I feel the same way. I've just recently begun to open up a bit in social situations. I always wonder why people even invite me along. I guess being a quiet person is okay, but when I'm quiet, I do feel I'm boring people. But then, I have to think, it's not my job to entertain them. If I have a friend who won't like me if I don't entertain them, they're not really my friend, and I'm not the problem.

I was over a friend's house on pi day, and everyone else brought pies, but I was working, and couldn't contribute. I expressed my regrets, and my friend told me that I had contributed, just by being there. It was the first time I had truly felt that no one expected anything from me. My friend liked me because of who I am, not for what I could do for her. She didn't assume (as I had feared) that I disliked her, because I didn't bring food. No one was keeping score. It was wonderful.

I don't really know how to break the habit, but deciding to say whatever I want, as long as it comes from a place of compassion, seems to be a start. Or, at least, it's worked out for me in casual situations. At work, though, is another story.

I wouldn't be surprised if it was an effect of abuse. I've been yelled at for breathing too hard at my M. So I try to regulate everything so that it can't possibly offend anyone. Everything. Like, I'm worried my breathing is offensive, sometimes. Looking at it now, it's laughable.  :rofl:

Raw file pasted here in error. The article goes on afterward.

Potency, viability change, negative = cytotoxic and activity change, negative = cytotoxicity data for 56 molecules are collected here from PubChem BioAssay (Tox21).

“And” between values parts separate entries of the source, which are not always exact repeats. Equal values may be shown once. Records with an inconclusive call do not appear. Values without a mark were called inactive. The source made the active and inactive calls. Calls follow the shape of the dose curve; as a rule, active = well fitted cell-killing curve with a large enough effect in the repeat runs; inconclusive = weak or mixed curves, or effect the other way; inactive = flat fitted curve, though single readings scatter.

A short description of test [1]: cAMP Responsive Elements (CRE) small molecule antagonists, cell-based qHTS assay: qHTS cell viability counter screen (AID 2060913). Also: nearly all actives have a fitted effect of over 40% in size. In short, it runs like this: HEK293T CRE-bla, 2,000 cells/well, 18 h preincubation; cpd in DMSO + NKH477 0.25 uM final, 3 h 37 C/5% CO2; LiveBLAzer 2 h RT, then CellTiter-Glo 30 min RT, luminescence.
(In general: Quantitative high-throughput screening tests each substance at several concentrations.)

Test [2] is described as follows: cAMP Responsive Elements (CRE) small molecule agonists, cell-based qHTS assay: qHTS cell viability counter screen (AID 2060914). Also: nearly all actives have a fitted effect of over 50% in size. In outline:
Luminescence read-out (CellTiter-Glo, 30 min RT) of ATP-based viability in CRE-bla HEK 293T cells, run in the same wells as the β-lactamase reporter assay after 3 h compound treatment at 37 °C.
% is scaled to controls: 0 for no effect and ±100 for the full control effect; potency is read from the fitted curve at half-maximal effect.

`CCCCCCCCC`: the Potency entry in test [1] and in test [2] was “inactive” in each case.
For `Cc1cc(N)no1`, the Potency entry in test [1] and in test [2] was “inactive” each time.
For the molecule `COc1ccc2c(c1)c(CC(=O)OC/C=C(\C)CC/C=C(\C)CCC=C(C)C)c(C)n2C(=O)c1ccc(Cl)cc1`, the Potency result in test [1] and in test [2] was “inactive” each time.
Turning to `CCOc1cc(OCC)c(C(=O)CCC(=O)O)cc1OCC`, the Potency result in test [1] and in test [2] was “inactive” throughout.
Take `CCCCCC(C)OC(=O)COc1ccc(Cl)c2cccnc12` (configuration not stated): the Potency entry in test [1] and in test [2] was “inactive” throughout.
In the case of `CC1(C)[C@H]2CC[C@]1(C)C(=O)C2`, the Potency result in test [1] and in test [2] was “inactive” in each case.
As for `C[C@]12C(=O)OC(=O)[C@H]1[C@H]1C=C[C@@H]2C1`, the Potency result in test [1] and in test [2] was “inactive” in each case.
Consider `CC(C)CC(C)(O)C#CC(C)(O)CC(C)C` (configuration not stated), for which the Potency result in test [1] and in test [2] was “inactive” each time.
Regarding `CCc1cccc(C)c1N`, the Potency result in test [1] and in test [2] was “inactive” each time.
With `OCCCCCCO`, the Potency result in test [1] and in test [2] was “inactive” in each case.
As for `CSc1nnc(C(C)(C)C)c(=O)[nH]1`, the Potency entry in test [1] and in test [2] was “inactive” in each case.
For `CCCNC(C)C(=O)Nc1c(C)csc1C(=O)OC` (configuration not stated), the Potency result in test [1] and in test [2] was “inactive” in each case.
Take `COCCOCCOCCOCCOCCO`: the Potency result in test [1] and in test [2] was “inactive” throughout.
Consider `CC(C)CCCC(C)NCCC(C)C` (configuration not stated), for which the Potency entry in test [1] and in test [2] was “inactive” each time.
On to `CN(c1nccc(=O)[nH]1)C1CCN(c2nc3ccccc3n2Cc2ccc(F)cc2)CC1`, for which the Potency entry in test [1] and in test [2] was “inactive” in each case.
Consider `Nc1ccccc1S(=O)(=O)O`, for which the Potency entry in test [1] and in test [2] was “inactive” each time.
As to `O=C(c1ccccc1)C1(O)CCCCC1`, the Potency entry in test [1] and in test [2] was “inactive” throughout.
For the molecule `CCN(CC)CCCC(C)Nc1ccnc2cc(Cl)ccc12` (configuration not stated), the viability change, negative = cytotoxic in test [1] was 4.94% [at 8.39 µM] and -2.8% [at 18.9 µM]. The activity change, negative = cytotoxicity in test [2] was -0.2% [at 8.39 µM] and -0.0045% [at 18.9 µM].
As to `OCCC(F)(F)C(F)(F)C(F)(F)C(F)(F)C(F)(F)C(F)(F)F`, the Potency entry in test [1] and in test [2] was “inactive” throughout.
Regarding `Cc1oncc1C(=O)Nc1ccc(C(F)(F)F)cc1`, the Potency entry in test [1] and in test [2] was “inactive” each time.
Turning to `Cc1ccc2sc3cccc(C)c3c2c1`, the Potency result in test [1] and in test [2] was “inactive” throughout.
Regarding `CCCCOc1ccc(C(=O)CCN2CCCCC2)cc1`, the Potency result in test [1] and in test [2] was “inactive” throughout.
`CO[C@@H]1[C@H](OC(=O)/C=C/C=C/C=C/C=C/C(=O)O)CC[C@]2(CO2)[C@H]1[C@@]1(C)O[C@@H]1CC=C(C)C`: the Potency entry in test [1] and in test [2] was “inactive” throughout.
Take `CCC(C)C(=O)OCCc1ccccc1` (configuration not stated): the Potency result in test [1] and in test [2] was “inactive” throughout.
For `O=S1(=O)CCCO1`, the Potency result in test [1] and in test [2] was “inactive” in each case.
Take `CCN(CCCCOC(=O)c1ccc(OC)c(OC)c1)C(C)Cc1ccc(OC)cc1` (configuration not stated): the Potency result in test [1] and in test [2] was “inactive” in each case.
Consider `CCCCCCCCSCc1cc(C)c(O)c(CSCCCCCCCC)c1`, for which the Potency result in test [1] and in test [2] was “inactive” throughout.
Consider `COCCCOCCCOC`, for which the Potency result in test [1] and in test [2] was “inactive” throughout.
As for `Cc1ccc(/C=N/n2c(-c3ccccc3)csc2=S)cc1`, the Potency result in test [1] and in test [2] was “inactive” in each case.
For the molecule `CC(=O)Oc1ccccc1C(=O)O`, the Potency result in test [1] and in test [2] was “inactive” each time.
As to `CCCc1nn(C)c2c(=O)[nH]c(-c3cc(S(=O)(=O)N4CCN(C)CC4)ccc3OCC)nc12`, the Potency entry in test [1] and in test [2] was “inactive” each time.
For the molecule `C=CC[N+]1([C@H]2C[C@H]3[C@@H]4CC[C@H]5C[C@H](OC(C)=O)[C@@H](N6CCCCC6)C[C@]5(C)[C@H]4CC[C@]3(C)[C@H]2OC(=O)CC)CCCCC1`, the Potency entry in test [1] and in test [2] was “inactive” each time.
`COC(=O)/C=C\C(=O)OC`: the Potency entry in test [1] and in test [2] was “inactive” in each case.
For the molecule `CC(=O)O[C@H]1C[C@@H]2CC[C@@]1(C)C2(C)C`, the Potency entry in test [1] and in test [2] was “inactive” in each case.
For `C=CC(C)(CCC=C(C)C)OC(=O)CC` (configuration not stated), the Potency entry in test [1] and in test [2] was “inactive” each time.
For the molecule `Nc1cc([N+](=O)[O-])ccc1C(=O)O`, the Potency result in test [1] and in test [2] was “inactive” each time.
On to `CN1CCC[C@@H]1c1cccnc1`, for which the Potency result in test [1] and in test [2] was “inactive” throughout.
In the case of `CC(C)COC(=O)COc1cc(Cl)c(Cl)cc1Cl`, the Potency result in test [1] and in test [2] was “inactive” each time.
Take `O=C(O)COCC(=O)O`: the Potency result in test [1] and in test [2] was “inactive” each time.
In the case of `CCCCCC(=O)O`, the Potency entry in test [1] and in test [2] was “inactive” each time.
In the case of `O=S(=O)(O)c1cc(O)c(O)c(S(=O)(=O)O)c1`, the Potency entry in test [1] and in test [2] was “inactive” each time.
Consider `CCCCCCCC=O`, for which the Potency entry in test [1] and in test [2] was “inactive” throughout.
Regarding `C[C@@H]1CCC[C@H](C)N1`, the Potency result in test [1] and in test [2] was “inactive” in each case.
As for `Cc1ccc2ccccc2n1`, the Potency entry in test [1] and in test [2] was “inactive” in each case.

Re: Awkward time and self criticism
« Reply #8 on: April 08, 2015, 09:48:29 PM »
I think I've done that too? The thing with the non-offensive breathing.  :blink:  Yikes.

Don't worry, I'm not going to try and stare down a cat. I did go and watch that youtube video, "ninja cat comes closer without moving", because for some reason this thread reminded me of how, in social situations, I'm sometimes trying to stealth my way through them while also trying to seem veeeery relaxed.

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Jdog

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Re: Awkward time and self criticism
« Reply #9 on: April 09, 2015, 02:53:51 AM »
All of the comments posted on this thread have been great.  I'm having one of those weeks of many triggers and EFs, which are totally draining (as I am sure you all understand).  Even still, the learning continues non-stop and I am grateful for that.  May we all learn to be more comfortable in our own skin in social situations. 

My t says that the key to feeling better is making a choice and taking an action.  I'm glad I chose to post this topic - the feedback has really helped!